RC: Oh yes, we had the posadas. Oh my gosh, it was so neat because we would have it in the church and some of the people were inside and some other people were outside. We would replay what Mary and Joseph did when they were trying to find room for baby Jesus to be born. We’d go to one door and knock on the door. There were some sayings that we said back and forth. Then after, we started singing, and then we’d go to another door because the church had three-four doors on the side. We’d go to the side and we’d do the same thing. There were so many of us and it was so nice. After that we went to the third, and “no, you can’t come in, we don’t have any room.” We really acted, you know, and it was so neat. Then, afterwards, I think at somebody’s house, we would meet and we would eat. They would have some food for us and we would eat. It was a treat. That was one of things we attended, the posadas. Very memorable because after that, I don’t see too many people have posadas anymore.
JM: Did your mom ever help with making any of the foods?
RC: No, my mother usually just stayed home. I mean they let us go when we were older to the posadas. My mother, she was very good with going to mass on Sundays. She was very devoted to God. She was a very simply person and she was a very humble person. She taught us our religion really good.
JM: Do you remember if it ever snowed in San Elizario?
RC: Do I remember what?
JM: If it snowed?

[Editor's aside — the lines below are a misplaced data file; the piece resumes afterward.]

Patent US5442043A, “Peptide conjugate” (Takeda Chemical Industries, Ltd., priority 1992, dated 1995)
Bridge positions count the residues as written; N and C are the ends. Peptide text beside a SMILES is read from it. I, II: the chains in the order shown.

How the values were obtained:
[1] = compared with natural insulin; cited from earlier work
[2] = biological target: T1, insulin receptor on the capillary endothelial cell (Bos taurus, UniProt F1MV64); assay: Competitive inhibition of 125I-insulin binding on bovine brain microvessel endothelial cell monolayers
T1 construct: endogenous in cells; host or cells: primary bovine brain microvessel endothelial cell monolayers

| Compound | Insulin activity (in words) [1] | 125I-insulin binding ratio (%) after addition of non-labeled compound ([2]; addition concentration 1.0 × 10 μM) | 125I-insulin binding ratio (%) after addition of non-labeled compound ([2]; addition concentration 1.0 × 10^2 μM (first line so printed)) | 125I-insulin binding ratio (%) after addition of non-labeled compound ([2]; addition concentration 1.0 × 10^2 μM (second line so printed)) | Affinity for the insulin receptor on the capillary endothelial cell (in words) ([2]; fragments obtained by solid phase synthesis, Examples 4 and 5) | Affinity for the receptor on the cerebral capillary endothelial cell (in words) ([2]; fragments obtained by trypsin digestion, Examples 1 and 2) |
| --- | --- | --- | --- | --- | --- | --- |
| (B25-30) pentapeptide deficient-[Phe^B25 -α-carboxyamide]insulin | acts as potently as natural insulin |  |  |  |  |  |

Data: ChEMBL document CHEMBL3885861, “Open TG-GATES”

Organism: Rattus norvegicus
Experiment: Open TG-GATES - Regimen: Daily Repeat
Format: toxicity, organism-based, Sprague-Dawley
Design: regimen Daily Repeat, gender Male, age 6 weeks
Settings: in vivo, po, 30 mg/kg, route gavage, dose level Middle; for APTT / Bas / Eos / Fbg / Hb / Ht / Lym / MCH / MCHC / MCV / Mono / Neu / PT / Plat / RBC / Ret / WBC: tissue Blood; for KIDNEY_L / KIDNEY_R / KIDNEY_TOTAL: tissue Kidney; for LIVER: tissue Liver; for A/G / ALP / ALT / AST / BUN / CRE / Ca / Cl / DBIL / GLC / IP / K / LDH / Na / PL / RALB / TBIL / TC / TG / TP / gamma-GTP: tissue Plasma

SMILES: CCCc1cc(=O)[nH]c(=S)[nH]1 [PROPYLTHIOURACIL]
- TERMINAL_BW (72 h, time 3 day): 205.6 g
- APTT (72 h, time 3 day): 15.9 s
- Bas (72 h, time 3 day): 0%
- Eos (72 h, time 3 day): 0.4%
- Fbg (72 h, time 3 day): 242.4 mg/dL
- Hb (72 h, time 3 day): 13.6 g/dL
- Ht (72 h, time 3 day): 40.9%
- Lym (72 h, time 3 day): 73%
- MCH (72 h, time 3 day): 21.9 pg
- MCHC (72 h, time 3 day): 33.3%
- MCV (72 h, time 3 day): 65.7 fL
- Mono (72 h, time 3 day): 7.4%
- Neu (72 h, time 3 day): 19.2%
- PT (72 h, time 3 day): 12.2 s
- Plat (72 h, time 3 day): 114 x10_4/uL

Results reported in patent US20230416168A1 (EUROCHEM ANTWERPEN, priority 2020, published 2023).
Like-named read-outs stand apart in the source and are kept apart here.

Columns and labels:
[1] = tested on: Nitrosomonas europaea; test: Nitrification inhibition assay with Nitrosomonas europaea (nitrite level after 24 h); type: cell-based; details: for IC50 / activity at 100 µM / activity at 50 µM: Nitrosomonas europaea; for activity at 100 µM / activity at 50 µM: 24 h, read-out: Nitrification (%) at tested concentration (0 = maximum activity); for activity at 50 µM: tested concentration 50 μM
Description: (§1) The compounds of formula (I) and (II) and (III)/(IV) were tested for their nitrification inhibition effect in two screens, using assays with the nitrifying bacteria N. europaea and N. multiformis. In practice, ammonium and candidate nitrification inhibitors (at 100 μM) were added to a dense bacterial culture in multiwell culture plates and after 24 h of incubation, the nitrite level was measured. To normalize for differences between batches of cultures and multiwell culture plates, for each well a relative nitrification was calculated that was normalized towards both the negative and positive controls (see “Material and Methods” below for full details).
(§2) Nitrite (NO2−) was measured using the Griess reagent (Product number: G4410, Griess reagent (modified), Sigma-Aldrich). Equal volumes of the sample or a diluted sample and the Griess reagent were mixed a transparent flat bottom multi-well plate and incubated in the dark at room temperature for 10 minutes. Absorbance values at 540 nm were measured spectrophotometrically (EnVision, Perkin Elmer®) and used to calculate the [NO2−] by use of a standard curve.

RC: Oh, you know, from what I remember, I think it snowed maybe once every two years. It wasn’t like once a year. San Elizario’s weather was very mild. I think that’s why we spent so much time outside. The weather was very mild. Yes, we got rainy seasons sometimes, it would rain for days. Then the snow, I remember in the snow, I remember just playing with my little brother one time. We were making a snow man, and it was in the ditch, where there was a lot of snow, and I dropped him. I was holding him in my arms, and I dropped him in the snow. Boy, he cried and cried. I remember playing in the snow, rolling in the snow because it was something that we didn’t see too often. No, it did not snow too much, but I did see snow several times
JM: Did you ever have to walk to school in the snow?
RC: Oh yes, we had to walk. Rain or snow, or whatever, we had to walk to school. There was no “oh it’s raining, you don’t walk to school.” Well, we did, we did walk to school. We couldn’t use that as an excuse. I remember one time during school, I don’t know if it was the aftermath of a tornado or what but we were in the school, and all of a sudden, it was so windy. We closed the windows and there was all this wind, and the school was dark. We were so scared, we thought it was the end of the world, and no. Afterwards, I think they said it was the aftermath of a tornado that we experienced there. They kept us in there and I think we sat on the ground instead of sitting on the desk. We just all sat on the ground close to the wall, and they kept us there. I don’t remember minutes or hours, but it was scary. It was really scary for us.
JM: What are some other good memories that you have of San Elizario that maybe I have missed to ask?
RC: Would you repeat the question?
JM: What are some of the good memories of San Elizario that maybe I have forgotten to ask?
RC: The memories that I had, can I tell you about our family vacations?